Saturday, 12 May 2007

The Black Swan

It often feels that planning likes to assume the role of being responsible for great advertising. The truth is more often than not, it helps to improve the efficacy of advertising which is a different thing all together. For evidence of this you can take a look at the next 50 advertisements you see starting from right now. Did anything blow you away about those highly targeted and planning intense executions (comments below)? There's a disconnect there and it's largely resolved by taking a closer look between life as we imagine it and life as it really is.

Black Swans really is an anarchical and brilliant book. I use that word 'brilliant' sparingly when referring to think- pieces and of course more generously when people suggest a quality pub or bar I hadn't thought of to meet up in. This book by Nassim Nicholas Taleb a former derivative trader turned professor (who urges us to distrust people with ties) has been nagging me for sometime and only today listening to the author on Tech Nation Podcasts did I hear the essence of the book that I could encapsulate in a post. On one level it's about interpreting failure differently and is supportive of the idea that embracing failure is a good thing. The title of the book however does need careful attention. It comes from Karl Popper's assertion that it only takes one black swan to undermine the statement that 'all swans are white'.

In a nutshell we would definitely describe Google as a positive black swan. It came out of nowhere to achieve world dominance. I remember clearly the day when the email recommending Google's superiority was sent round by the new IT guy at Howell Henry. It was put simply, a better search engine. Absolutely nobody could have predicted how huge they would become. A negative black swan example would be Lloyds Insurance whereby a seemingly stable business made it's very rich investors and 'names' liable to bankruptcy overnight. Banking and Insurance are negative black swans (that Taleb says hire dull people and make them look even more dull than they are) because while on the surface they appear to be stable businesses, they are subject to forces that can sink them, as mentioned just now with Lloyds when it was forced to deal with asbestos claims in the 80's.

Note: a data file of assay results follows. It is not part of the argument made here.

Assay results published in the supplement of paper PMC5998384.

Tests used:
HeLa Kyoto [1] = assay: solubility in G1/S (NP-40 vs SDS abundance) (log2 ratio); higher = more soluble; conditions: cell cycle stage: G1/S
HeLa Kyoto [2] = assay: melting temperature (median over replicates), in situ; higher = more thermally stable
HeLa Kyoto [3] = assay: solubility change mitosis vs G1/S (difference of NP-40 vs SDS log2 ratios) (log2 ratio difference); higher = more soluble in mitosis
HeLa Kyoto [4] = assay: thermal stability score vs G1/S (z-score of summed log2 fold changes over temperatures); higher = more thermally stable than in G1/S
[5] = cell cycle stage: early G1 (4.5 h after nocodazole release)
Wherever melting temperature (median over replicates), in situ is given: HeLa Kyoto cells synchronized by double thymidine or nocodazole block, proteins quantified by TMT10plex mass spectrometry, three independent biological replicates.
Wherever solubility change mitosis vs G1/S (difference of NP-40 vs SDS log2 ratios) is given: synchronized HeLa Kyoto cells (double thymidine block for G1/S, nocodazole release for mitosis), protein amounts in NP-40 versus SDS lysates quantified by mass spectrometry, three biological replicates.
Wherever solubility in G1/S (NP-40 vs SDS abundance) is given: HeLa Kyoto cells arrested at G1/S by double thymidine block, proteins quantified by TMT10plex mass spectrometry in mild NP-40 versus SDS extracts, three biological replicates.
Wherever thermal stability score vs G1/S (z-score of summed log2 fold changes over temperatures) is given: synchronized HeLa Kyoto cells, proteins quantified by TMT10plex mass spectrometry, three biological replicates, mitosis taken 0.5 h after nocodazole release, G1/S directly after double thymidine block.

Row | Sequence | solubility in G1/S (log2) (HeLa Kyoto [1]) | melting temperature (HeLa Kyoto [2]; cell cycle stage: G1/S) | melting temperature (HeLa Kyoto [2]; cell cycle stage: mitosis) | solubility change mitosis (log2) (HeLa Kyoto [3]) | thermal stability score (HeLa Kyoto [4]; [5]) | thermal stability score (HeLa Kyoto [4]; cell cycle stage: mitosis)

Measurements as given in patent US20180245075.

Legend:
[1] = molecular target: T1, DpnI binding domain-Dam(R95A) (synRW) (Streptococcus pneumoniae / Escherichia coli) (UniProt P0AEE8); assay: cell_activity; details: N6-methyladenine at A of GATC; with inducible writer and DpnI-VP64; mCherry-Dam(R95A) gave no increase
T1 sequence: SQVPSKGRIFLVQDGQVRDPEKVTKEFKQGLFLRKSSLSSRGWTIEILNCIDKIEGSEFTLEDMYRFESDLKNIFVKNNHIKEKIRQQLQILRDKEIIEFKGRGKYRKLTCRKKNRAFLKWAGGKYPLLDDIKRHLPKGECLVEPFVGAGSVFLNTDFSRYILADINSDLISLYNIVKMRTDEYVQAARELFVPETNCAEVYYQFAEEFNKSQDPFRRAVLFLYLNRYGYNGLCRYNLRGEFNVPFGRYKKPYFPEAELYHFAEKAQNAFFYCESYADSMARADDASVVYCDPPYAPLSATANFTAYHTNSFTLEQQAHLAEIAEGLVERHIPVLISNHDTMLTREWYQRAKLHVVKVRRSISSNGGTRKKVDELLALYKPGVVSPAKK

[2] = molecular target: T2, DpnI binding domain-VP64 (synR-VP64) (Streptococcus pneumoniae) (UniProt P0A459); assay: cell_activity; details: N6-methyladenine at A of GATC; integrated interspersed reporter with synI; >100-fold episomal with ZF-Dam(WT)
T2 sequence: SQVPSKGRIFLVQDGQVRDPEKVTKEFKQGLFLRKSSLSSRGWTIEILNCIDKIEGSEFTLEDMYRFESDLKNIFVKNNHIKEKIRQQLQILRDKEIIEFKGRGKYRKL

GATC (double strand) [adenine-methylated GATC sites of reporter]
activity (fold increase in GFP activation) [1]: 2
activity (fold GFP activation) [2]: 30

At the heart of the book is the theme of trend prediction and certainty which is surely as close to the output of a planner as can be sought. It should teach us to be a little more humble about our glaring weakness for as the WSJ puts it; confirmation bias (our tendency to reaffirm our beliefs rather than contradict them), narrative fallacy (our weakness for compelling stories), silent evidence (our failure to account for what we don't see), ludic fallacy (our willingness to oversimplify and take games or models too seriously), and epistemic arrogance (our habit of overestimating our knowledge and underestimating our ignorance).

A point that is raised nicely in the podast is to picture a small pool of water on a table. We have no evidence to show that it came from an ice cube or even more inspiring that the ice cube was carved and shaped into a small figure before it melted. Out view of history is always explaining backwards as best we can. This is a linear approach that cauterizes the true story. Even more breathtakingly is the idea that viewing history by working backwards is a fallacy because history is actually always moving forward. This is where the brilliance of Dr Nassim Nicholas Taleb excels. It's a huge thought and one that undermines a lot of people in suits and ties and uniforms that get it wrong.

The author of this book is not so much showing us a way to predict events as showing us a challenge to the the myopic and causal way of examining history to predict the future. If anything it's the good doctors advice to be sceptical of things that matter, and equally so, to not be sceptical of things we can do nothing about. I urge you to listen to the podcast if nothing else.